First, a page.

rachaelmd Fri 07-Oct-11 13:38:52

Thanks - the course is school based but not a GTTP, so the course is run out of a school nearby but the placements can be a bit away. The course tutor has already agreed that, with notice, I will be allowed the odd afternoon off for nativity play and sports day so the training is not the issue, its the long term way of working. I was assuming that it would be difficult to get an initial teacher post if I wanted part-time. I guess the answer is I need to be prepared to miss somethings but if and when I come to applying for schools, to be clear what the head will allow in terms of flexibility. I was prepared for the evening and weekend working, but was rather hoping that there was time after school ended (say from 4.30 - 7.30) and before the girls go to bed that I could be `mum` and then do the paperwork/class prep later in the evening. Is this cloud cuckoo land?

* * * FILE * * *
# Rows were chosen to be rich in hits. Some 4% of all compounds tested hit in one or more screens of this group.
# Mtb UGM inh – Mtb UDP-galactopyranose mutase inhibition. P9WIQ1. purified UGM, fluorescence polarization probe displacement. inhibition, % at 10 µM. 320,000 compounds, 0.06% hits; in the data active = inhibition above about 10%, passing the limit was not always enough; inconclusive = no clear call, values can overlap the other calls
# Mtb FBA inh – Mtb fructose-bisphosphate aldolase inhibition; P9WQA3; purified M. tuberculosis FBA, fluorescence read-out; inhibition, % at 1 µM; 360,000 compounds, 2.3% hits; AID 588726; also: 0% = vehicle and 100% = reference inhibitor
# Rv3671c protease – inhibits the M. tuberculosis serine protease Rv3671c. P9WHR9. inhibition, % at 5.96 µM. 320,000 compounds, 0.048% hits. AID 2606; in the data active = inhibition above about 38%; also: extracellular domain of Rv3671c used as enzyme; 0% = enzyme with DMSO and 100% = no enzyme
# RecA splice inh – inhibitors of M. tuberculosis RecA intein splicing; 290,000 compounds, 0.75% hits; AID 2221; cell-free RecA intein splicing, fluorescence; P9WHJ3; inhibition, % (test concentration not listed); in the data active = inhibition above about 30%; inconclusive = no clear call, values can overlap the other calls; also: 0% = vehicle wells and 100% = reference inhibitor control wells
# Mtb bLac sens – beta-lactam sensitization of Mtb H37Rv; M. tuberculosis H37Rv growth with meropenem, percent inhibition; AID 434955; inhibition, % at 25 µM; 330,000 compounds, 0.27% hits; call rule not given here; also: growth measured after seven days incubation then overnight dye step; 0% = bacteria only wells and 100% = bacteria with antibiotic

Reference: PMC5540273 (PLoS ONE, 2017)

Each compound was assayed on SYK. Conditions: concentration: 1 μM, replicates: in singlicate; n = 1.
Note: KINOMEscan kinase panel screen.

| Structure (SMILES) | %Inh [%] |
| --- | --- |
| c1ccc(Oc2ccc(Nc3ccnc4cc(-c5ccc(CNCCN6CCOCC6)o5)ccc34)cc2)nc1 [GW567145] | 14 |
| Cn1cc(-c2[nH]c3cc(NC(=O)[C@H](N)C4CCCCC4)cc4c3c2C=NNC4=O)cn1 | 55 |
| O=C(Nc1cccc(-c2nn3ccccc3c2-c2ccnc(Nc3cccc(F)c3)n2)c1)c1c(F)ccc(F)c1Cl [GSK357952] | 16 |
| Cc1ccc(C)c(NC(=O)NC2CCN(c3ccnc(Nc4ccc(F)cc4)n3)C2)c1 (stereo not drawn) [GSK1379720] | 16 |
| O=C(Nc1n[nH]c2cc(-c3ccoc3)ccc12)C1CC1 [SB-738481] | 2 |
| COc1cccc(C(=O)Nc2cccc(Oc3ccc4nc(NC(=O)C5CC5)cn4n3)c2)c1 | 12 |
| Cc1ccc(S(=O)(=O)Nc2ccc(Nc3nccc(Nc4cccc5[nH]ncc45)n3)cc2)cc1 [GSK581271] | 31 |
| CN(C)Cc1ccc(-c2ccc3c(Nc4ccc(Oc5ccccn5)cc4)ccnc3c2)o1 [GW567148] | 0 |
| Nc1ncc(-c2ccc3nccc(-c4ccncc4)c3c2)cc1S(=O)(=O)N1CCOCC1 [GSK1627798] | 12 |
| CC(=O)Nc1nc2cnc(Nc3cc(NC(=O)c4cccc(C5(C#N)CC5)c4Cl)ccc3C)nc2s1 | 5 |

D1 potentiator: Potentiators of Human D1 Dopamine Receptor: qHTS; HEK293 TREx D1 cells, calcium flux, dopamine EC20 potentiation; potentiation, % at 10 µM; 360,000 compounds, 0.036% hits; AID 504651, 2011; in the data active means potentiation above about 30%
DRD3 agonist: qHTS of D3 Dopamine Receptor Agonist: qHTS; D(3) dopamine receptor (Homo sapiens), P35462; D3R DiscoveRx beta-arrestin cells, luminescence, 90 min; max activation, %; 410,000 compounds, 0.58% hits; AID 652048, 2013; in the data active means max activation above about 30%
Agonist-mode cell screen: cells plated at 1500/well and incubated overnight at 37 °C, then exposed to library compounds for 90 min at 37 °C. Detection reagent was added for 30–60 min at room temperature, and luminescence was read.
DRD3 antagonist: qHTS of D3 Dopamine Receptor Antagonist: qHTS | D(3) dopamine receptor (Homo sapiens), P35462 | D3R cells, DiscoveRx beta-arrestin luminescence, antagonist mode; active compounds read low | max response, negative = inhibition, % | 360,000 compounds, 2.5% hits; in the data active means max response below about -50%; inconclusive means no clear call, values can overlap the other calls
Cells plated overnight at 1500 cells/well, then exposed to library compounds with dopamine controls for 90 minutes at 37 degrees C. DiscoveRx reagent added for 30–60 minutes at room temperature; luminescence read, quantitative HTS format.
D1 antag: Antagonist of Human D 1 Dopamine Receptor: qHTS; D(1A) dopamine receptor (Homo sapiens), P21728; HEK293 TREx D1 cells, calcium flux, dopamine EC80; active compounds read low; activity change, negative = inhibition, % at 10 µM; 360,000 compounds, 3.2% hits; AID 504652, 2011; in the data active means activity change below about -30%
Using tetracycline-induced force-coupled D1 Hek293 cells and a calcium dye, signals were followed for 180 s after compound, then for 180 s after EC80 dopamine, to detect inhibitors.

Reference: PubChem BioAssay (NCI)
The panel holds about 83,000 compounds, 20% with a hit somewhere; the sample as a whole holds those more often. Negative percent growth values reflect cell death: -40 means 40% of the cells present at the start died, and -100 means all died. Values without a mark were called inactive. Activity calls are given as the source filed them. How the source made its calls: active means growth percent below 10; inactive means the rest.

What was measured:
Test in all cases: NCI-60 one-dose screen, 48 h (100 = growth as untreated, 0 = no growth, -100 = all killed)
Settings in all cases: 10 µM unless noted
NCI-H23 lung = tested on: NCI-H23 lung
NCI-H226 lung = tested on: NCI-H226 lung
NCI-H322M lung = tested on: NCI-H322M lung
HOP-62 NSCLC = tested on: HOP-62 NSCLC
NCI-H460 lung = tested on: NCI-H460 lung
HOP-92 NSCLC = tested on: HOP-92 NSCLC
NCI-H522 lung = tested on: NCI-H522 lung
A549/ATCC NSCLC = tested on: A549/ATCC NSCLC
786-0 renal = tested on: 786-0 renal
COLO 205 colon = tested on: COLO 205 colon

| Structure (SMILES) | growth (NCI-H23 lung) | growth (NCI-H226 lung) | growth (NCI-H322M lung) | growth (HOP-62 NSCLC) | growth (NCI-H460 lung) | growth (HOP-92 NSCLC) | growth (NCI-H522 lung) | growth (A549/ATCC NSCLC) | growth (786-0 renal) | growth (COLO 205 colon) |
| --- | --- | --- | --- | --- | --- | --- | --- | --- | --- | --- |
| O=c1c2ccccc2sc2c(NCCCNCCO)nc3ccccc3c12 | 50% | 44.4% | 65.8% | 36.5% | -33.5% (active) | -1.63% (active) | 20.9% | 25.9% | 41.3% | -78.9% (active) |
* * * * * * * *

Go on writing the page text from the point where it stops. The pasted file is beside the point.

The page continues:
An0therName Sat 08-Oct-11 22:07:04

I would say 4.30 every day might be a bit early - there are I think often meetings after school - and depends on your commute - but think certainly my friends have time to see their kids, do things like take them to brownie etc

missmapp Sat 08-Oct-11 22:13:26

I teach primary and work 4 days a week. i drop my boys at their wonderful cm at 7.30 am and pick them up at 5.45pm. I miss their school things if I am working that day ( I am doing my school harvest festival on mon which is the same day as ds1's harvest festival so I cannot go to his) I will probably miss ds1s xmas show this year as we have a new head who is not flexible!!!! I work most nights, but do leave weekends free ( except sun night, but the kids are in bed) BUT I have school holidays off and enjoy my job. Teaching is hard and no different to other jobs, I think lots of people think you can work the same hours as the school day, and in my experience this isnt realsitic.

partystress Sat 08-Oct-11 22:18:19

I have just finished NQT year in primary, have 2DCs, now 7 and 11. Was big career change and big drop in salary. Its not family friendly in the sense that the hours are long. I reckon average 55-60 per week in term time. At school from 8-5/5.30, an hour at home 3-4 nights during the week, and 8-10 hours at the weekend.